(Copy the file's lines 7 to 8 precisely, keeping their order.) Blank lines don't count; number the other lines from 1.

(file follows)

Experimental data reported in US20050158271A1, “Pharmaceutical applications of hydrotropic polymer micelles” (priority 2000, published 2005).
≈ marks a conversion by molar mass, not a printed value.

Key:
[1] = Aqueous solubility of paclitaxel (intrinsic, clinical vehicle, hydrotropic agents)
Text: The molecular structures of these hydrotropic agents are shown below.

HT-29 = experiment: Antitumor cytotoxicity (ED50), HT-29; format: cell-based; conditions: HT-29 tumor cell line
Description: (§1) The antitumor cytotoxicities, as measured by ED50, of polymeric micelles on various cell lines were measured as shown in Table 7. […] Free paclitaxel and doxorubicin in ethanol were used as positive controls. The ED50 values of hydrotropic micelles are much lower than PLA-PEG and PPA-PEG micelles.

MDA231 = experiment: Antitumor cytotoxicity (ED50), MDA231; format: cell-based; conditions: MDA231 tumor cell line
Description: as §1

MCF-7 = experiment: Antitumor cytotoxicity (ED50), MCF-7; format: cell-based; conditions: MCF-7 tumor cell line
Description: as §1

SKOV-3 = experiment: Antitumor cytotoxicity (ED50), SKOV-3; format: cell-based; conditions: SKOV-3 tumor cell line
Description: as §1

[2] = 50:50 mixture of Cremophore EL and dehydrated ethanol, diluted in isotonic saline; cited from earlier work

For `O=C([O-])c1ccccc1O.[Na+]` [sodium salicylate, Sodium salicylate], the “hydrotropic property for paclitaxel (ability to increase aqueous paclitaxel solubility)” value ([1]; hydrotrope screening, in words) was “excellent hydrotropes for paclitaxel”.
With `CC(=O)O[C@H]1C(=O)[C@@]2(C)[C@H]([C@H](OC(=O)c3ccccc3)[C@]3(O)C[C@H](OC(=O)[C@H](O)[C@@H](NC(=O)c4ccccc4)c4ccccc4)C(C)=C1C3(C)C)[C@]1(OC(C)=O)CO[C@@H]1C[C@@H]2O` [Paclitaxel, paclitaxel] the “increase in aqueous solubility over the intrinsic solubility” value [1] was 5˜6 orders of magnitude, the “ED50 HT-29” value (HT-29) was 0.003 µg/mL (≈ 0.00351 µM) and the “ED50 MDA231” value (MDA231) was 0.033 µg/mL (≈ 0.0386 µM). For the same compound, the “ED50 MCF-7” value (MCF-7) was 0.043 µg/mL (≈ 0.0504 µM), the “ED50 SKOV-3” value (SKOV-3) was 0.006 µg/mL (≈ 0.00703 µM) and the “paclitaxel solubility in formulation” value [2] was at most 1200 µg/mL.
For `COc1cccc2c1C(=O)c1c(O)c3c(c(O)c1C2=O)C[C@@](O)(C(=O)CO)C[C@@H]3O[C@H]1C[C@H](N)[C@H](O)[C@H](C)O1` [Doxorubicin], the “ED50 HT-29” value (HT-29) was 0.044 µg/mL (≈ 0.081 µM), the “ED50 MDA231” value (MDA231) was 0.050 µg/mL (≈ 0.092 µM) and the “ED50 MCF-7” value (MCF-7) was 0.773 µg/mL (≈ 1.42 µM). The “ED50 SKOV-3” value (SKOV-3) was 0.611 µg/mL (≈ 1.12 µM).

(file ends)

Description: (§1) The antitumor cytotoxicities, as measured by ED50, of polymeric micelles on various cell lines were measured as shown in Table 7. […] Free paclitaxel and doxorubicin in ethanol were used as positive controls. The ED50 values of hydrotropic micelles are much lower than PLA-PEG and PPA-PEG micelles.

MDA231 = experiment: Antitumor cytotoxicity (ED50), MDA231; format: cell-based; conditions: MDA231 tumor cell line